Death penalty upheld for man in Mesquite slaying

Mar 29 2012 - 3:58pm

LAS VEGAS -- The Nevada Supreme Court upheld the death penalty sentence Thursday of a former Utah man who pleaded guilty to killing a 3-year-old girl and stabbing her 10-year-old sister nine years ago.

The state high court rejected a plea for a new penalty trial for Beau Maestas, now 28, in the brutal January 2003 carving knife attack that left Kristyanna Cowan dead and Brittney Bergeron paralyzed from the waist down.

Authorities said the attack in a recreational vehicle trailer outside a Mesquite casino was revenge for a drug rip-off involving Maestas and the girls' mother.

Maestas' appellate attorney, Tony Sgro, didn't immediately say Thursday whether he'll appeal to federal courts.

Sgro had challenged the constitutionality of one jury deciding Maestas' fate after a previous jury deadlocked. And in oral arguments before the Supreme Court last October, Sgro alleged that a police dispatcher tainted death penalty deliberations in 2006 when she told other jurors that she heard of convicts going free and committing other crimes.

The Supreme Court bluntly rejected his appeals.

"It is difficult to imagine a more horrendous killing than Kristyanna's," Justice Michael Cherry wrote for the unanimous court. "But nothing in the record indicates that the jury acted under any improper influence in imposing a death penalty for that killing."

Prosecutors say Maestas, then 19, and his 16-year-old sister, Monique Maestas, attacked the girls in retaliation for a drug sale rip-off involving the girls' mother.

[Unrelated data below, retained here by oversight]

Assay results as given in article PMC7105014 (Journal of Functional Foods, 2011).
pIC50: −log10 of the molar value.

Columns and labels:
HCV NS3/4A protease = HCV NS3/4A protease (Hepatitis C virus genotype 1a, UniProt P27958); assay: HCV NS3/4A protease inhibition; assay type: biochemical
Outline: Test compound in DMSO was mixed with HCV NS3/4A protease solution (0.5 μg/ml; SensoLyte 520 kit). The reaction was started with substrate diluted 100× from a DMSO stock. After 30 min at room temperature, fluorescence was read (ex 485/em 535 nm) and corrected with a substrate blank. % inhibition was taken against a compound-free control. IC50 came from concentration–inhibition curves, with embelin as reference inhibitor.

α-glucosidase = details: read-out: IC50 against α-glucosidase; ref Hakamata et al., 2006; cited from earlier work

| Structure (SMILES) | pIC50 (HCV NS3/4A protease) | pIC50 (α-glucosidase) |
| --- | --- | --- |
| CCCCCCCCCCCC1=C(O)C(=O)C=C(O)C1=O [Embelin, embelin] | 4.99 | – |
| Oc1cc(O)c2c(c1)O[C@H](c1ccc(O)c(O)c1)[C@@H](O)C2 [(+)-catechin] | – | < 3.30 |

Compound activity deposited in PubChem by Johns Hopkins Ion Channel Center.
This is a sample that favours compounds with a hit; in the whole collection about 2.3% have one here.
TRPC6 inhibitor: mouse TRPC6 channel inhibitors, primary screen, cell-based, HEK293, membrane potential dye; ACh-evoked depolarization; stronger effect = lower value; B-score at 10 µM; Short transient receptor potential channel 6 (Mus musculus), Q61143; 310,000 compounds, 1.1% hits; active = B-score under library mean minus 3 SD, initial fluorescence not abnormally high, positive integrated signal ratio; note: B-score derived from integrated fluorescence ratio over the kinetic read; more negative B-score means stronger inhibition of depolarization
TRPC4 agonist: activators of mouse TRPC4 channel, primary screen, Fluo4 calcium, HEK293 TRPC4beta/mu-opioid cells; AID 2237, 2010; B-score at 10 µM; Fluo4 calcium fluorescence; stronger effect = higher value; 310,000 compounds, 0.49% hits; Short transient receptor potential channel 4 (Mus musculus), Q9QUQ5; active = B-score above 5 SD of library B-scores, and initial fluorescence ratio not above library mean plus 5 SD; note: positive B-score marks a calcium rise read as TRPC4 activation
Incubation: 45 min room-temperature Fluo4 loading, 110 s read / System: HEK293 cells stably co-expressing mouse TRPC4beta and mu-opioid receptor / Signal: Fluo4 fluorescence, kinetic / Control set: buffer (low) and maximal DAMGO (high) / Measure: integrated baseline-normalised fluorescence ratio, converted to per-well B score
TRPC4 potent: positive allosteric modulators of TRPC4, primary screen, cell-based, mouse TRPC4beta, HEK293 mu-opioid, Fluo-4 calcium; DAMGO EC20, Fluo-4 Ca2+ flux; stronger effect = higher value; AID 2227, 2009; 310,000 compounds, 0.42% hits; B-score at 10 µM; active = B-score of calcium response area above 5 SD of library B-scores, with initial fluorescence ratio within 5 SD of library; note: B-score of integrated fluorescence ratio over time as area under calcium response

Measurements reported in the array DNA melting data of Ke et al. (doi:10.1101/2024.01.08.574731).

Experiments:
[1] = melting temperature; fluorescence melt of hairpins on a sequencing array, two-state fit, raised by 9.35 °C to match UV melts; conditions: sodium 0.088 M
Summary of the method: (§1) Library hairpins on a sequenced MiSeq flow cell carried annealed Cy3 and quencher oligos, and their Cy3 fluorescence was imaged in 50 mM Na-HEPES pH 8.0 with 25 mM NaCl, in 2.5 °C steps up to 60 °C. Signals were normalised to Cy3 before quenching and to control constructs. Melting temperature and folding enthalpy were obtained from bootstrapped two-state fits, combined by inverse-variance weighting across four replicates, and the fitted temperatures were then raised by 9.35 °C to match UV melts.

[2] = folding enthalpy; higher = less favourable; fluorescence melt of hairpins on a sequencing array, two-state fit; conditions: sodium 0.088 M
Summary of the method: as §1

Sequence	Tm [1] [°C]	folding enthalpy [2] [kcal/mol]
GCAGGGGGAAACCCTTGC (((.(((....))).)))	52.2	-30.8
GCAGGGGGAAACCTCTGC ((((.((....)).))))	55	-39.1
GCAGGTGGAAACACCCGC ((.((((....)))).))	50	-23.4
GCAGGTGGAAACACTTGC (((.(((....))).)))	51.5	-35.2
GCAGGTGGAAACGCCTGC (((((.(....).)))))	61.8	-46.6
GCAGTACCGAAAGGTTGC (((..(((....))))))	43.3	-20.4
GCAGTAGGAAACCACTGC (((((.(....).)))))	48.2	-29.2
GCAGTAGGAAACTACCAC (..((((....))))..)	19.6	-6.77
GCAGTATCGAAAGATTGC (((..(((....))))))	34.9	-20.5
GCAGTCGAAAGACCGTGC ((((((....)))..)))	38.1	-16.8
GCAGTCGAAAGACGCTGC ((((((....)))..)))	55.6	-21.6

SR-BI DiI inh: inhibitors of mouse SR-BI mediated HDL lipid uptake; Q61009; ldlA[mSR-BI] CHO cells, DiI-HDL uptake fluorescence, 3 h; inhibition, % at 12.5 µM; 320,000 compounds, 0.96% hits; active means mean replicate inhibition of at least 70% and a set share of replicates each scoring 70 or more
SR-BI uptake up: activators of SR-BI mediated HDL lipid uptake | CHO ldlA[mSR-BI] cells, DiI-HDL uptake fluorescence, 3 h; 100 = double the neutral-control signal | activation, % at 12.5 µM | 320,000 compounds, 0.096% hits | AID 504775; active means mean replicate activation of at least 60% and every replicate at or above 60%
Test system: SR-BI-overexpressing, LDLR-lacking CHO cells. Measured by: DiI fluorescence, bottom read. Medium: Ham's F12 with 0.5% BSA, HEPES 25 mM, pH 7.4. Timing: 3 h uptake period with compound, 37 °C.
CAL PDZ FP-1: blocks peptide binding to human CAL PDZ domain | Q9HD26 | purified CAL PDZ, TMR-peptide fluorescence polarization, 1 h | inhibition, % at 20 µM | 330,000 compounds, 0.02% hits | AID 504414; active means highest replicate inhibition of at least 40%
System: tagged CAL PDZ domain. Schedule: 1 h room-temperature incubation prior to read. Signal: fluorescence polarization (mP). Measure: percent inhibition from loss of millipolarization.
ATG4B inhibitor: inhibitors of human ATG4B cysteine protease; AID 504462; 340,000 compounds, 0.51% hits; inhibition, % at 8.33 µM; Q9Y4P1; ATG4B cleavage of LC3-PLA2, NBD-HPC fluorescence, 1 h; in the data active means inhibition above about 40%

Monique Maestas pleaded guilty to the same charges as her brother, but wasn't eligible for the death penalty because of her age. She's now 25 and is serving 47 years to life in prison.

Appellate prosecutor Nancy Becker told the high court that Cowan was stabbed six times, including once in the head with such force that her body hung on the knife when Maestas lifted his arm.

Bergeron was stabbed 20 times and her spine was severed. She survived the attack and was adopted by a foster family in 2008.

The court opinion praised the "deliberate and thoughtful" verdict by jurors who decided Maestas should die after noting mitigating circumstances including Maestas' troubled childhood, his lack of a prior criminal record, his admission of guilt and his remorse.

Maestas is among 83 people now on death row in Nevada, state prisons spokesman Steve Suwe said.

The last person executed was 47-year-old Daryl Linnie Mack in April 2006. He was convicted with DNA evidence of the rape and murder of a Reno woman.

The Mesquite attack also spawned criminal charges against the mother, Tamara Bergeron Schmidt, and her then-boyfriend, Robert Schmidt. Prosecutors alleged the couple sold the Maestas teens salt in place of methamphetamine.

The mother and boyfriend later married. They denied the drug sale allegations, but were convicted and served prison time for felony neglect for leaving the two girls alone in the trailer.

 

 

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